Roughly 35 additional volunteers with the Peninsula Humane Society will be present to help proctor the celebration by setting up and administrating the course, winners circle, judging booth and the much maligned, at least by promiscuous pets, mobile spay and neuter van.

Brian Probst, manager of volunteer services at the Peninsula Humane Society, described the modified Airstream RV, shrink wrapped with animal photos, plates that ironically read, “go nuts,” as housing a “full surgical suite.” Along with their mobile adoption vehicle — a presence that should be welcomed by spectators without pets — the humane society will be promoting healthy relationships between people and animals.

Unlike the mobile adoption vehicle, the neuter mobile will not be in operation at Saturday’s festivities. Although it is a free program that operates throughout San Mateo, San Francisco and Marin counties, only tours of the RV will be given on Saturday.

“Sorry gentlemen, there will be no discount vasectomies given despite any voluntary donations,” said a facetious Bruce, president of the parade committee. “This is a fun, small-town event. It’s just hilarious to watch.”

Fun will be faced with competition, however, as participants vouch for their place in the multiple award categories including best dressed pet, best dressed pet-owner combo, best dressed group, most original float or wagon and of course the Grand Prize Winner.

Finalists will be chosen by three official judges, including Burlingame’s Mayor Ann Keighran, as they complete the circuit at the parade’s jump point.

“I’ll be looking for the most original and creative participants,” said Keighran, who owns one yellow lab and two cats, Hersheys and Skittles. “This is one of few real hometown events to really relax and show off pets. It’s not commercialized at all,” she added.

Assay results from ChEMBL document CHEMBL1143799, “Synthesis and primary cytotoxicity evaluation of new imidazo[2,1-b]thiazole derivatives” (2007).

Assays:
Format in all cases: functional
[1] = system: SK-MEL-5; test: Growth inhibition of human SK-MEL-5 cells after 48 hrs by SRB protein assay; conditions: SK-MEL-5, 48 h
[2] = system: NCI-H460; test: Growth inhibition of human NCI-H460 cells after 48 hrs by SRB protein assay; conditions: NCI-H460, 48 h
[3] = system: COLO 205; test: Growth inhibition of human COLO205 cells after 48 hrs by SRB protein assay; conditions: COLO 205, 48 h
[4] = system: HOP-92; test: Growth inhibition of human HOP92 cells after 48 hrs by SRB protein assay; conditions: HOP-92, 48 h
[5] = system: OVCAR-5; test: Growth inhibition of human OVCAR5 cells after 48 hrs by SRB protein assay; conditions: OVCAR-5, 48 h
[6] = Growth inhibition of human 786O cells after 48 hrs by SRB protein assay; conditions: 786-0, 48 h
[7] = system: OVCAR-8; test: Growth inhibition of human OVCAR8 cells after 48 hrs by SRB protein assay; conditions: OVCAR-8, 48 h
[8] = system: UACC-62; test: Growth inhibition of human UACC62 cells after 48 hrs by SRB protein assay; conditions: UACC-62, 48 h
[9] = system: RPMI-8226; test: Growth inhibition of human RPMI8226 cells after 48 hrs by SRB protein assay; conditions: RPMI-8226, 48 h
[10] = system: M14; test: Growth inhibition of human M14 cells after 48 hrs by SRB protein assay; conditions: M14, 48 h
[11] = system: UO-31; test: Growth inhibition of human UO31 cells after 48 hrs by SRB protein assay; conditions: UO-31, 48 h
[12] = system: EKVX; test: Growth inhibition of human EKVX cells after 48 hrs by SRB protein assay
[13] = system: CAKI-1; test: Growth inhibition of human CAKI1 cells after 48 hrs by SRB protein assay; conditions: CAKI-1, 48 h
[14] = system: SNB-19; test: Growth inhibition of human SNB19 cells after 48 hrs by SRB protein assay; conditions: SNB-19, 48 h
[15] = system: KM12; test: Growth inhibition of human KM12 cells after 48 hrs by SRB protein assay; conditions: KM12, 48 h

A tip to the wise: Keighran is an admitted fan of pet-owner look-alikes.

Some personal favorites from previous years of those interviewed were a German Shepherd in a motorcycle outfit, an English Bulldog wearing a tutu, a pair of llamas in dreadlocks and sunglasses; even a couple of chickens in a wheelbarrow were mentioned.

The popularity of pairs is in part due to a Burlingame statute which mandates that on private property, a person can own only two domestic animals of the same species. Curiously, there is no limit on the number of species one may possess, however.

“You never know when somebody will bring a reindeer,” said a chuckling Horak when referencing the parade’s various award categories. “There is no restriction on [animal] size, which is always exciting. There are very few cats, though.”

No political entries are permitted, but all types of pets are welcome. Children without pets are encouraged to bring stuffed animals. Entries must be operated by foot power only, unless special arrangements are made. Groups are encouraged to identify themselves with a banner or sign.



I had asked the Voice editors to include the Pet Parade and the upcoming Library sales (October 8-11th)on the Voice calendar but to no avail.

Too bad because we need to foster community events and also encourage buyers to come to our library sales where all proceeds help our library programs


An excellent uncut article by Heather about the 460 campaign statements:

Mayor leads Burlingame money race
(By Heather Murtagh, Daily Journal)

Burlingame Mayor Ann Keighran is leading the monetary pack with $18,153 raised in the race for three seats on the Burlingame City Council, according to financial documents released Friday.

Keighran, Vice Mayor Cathy Baylock and Councilwoman Rosalie O’Mahony are challenged by Planning Commissioner Michael Brownrigg to serve the next four years. Campaign financial statements were due Thursday, revealing who is backing the four candidates.